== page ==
There are two ways, fundamentally, for manhood to go wrong (incidentally, there are two ways, fundamentally, for womanhood to go wrong as well, which essentially mirror the paths enumerated here):
This is not at all to say that men should, in the first case, "get in touch with their feminine side," which really has nothing to do with this, nor that traditional manhood is, in the second case, in any way "toxic," "poisonous," or "dysfunctional," which is nonsensical gibberish anyhow. What it is saying is that manhood requires not only a full and total expression of self, but also that it requires boundaries. Boys raised without a healthy conception of masculinity can quickly lose themselves in their mother's influence so that their masculinity never develops at all, or they can quickly go off the rails without a healthy male figure to emulate, thus becoming violent, and without a sense of belonging to their own community. And so it is the absence of the father in either case that is the source of their troubles.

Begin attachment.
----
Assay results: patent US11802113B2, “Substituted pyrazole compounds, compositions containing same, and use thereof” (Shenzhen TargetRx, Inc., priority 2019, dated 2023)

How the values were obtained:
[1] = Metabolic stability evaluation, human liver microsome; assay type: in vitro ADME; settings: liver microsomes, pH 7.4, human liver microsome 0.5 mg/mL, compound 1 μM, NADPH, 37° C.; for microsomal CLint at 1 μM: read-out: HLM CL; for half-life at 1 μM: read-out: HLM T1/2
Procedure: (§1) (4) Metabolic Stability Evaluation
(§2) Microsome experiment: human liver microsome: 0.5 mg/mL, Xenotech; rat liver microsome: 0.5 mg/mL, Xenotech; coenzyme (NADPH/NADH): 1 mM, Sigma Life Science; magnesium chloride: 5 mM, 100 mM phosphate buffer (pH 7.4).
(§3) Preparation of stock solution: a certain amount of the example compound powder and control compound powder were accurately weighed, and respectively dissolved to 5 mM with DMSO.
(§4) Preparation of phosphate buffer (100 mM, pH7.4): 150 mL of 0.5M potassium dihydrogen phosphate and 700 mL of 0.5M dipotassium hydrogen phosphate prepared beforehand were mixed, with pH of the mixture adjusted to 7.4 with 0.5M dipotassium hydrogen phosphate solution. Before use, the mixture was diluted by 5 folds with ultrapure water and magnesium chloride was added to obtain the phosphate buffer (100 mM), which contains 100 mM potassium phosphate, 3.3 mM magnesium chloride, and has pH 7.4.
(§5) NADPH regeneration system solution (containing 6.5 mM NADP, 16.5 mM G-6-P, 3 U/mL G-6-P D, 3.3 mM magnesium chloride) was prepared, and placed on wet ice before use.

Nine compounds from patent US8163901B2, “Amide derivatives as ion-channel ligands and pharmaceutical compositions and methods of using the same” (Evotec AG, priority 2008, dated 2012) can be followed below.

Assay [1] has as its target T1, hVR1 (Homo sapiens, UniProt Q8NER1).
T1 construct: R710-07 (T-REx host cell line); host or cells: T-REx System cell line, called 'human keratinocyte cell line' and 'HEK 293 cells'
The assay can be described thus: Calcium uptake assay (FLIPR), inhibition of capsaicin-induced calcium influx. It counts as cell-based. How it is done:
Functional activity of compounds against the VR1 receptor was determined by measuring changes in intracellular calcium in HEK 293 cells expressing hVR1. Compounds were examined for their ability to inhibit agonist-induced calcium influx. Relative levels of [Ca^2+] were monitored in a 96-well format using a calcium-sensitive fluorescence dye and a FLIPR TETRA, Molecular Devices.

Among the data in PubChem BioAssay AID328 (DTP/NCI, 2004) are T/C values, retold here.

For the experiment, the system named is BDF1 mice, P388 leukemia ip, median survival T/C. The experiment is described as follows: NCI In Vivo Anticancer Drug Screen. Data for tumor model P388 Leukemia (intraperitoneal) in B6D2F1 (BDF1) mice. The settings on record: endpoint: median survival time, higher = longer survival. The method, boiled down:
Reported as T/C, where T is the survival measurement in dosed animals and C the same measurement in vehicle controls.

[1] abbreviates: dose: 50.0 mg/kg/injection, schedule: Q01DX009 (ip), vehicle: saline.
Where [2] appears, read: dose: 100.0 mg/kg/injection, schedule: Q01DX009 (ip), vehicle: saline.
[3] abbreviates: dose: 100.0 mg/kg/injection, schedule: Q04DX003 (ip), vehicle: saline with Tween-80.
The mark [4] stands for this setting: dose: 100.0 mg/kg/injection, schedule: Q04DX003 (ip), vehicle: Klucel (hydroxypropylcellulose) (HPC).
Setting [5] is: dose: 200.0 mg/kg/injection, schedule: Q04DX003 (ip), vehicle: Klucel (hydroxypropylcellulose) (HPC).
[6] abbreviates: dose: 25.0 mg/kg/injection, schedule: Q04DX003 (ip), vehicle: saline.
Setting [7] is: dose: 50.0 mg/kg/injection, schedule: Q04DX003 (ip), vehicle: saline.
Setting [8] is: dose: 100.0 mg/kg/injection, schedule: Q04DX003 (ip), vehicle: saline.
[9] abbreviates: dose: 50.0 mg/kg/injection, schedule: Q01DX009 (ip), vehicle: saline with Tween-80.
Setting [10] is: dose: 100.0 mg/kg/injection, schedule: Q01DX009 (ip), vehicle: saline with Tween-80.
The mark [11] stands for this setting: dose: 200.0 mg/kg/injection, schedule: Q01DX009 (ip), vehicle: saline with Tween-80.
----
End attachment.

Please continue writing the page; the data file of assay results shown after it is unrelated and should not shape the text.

Too often, boys raised without fathers find themselves forced to choose between being non-men and bad men. And that is a choice without a winning outcome, wherein they lose no matter what their decision. Given the choice, the stronger-willed boys will almost always choose being bad men over being non-men while the weaker-willed boys will almost always choose being non-men over being bad men. But their manhood is destroyed in either case, which dooms them all to an unhealthy and self-destructive conception of their own masculinity.
And this is truly "toxic," but it is toxic because of the absence of traditional masculinity rather than its excess. Most of these boys were raised by women; they were taught by women. Virtually all of their role models were female- save in film, music, and so forth, from which they derive a mental image of manhood that is little more than caricature. They were raised with ever knowing a healthy father figure, and so how can their masculinity be at fault? Clearly, those who wish to condemn manhood for their situation have not thought very hard about the subject.
Considering the depth of thought- or rather the lack thereof- prevalent in feminist circles, that is to be expected. But the question really is what can be done about it?
~ Joshua van Asakinda